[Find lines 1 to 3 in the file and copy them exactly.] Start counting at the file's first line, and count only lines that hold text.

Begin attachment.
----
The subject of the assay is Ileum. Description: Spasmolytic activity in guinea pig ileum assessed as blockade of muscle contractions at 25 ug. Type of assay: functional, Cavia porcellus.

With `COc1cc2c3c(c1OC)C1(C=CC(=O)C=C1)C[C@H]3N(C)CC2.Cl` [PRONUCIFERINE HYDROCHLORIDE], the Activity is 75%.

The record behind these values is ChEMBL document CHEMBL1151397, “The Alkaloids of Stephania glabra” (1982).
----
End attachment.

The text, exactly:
The subject of the assay is Ileum. Description: Spasmolytic activity in guinea pig ileum assessed as blockade of muscle contractions at 25 ug. Type of assay: functional, Cavia porcellus.

With `COc1cc2c3c(c1OC)C1(C=CC(=O)C=C1)C[C@H]3N(C)CC2.Cl` [PRONUCIFERINE HYDROCHLORIDE], the Activity is 75%.

The record behind these values is ChEMBL document CHEMBL1151397, “The Alkaloids of Stephania glabra” (1982).